Home |



Upper Railroad Rapid, Lower New River Gorge



RAPID NAME: Upper Railroad


RIVER SECTION: Lower New River Gorge - Cunard To Fayette Station

This Class IV rapid is named for being just upstream of the railroad trestle that crosses the New River and is your first major rapid on the Lower New.

32,000-14,000 cfs(12-7’) – At high flows, the dominating river feature at the entrance is the river right wave/hydraulic known as Maytag. From around 17,200 cfs(8’) and up, the left side of Maytag is a runnable, 6-7’ tall breaking wave. The farther right on the wave, the stronger the break, becoming more of a hydraulic far right. The main tongue/downstream V is to the left of Maytag. Downstream, as you approach the railroad trestle, there are two large wave features named Chicago and Detroit. Chicago is in the center of the river and Detroit is downstream and to the right. At high flows, this rapid is fairly wide open after passing Maytag at the entrance.

14,000-7,500 cfs(7-4’) – At these upper-mid level flows, the entrance features become more defined, with Maytag continuing to be the dominating feature. Maytag is an extremely strong recirculating hydraulic and should most definitely be avoided. The current at the entrance is deceptive and pulls hard to the right. To the left of Maytag, the tongue/downstream V is now more defined, delineating the deepest channel and smoothest line. To the left of the tongue, a wave known as The Hit begins to form. As the water level gets lower, The Hit becomes more defined, with a larger, stronger foam pile. It is surfable in a kayak and has the ability to flip rafts if not run with enough momentum. Safety eddies are far right and far left. Downstream, Chicago and Detroit are now more defined as well and are strong pour-overs/hydraulics with recirculating potential for swimmers and/or kayaks. There are runnable lines left of Chicago as well as in between the two features.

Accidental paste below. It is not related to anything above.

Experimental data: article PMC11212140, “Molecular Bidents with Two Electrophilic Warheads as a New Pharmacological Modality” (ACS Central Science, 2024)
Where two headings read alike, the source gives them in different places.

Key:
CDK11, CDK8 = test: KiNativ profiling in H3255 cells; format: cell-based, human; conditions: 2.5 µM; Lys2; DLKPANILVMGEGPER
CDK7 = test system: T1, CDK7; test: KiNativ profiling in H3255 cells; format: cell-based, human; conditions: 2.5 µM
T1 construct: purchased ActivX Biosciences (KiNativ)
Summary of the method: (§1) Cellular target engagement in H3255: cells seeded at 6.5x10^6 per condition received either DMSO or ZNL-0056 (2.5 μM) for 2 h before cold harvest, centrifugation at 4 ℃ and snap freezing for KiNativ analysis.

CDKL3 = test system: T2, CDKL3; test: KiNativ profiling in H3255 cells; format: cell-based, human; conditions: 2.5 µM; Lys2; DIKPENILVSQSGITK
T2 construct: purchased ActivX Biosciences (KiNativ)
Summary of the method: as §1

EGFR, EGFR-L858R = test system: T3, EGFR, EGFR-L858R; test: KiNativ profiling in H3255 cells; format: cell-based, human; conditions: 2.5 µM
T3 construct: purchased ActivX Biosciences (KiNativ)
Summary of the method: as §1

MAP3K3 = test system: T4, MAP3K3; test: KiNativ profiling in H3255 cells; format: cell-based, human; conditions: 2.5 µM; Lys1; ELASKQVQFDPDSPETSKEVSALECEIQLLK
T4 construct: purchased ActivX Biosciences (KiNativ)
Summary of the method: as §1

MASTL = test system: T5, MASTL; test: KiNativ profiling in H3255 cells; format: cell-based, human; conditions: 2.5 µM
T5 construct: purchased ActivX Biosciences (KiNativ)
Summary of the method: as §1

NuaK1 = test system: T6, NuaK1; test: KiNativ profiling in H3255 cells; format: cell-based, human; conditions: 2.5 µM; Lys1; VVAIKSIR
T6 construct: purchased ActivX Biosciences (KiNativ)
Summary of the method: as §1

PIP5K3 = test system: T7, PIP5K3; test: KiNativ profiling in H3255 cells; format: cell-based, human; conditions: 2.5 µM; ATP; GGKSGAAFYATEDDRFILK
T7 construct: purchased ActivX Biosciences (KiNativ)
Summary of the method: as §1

7,500-4,400 cfs(4-2’) – At these mid-level flows, the entrance features of Maytag, the tongue/downstream V, and The Hit become even more defined. Current still pulls right, but there is now a small eddy just upstream that can be used to help avoid Maytag. Maytag is still a recirculating hydraulic and The Hit is still surfable in a kayak and can flip rafts without enough momentum. At these levels, The Hit is strong enough to retain and surf rafts. Safety eddies are far right and far left. Downstream, Chicago and Detroit are steep pour-overs with recirculating potential. The area near Detroit and to the right also begins to develop severe entrapment potential with more rocks becoming exposed. Runnable lines still exist between Chicago and Detroit and to the left of Chicago.

4,400-2,400 cfs(2-0’) – At these low flows, Maytag becomes more of a ledge, with parts of the rock becoming exposed. There are options for boofs in a kayak along the Maytag ledge. The Hit slowly disappears more and more as you get closer to 2,400 cfs(0’). Large eddies exist on the right and left. Chicago and Detroit become exposed rocks with many other rocks becoming exposed on the right. The main channel of water is to the left of Chicago.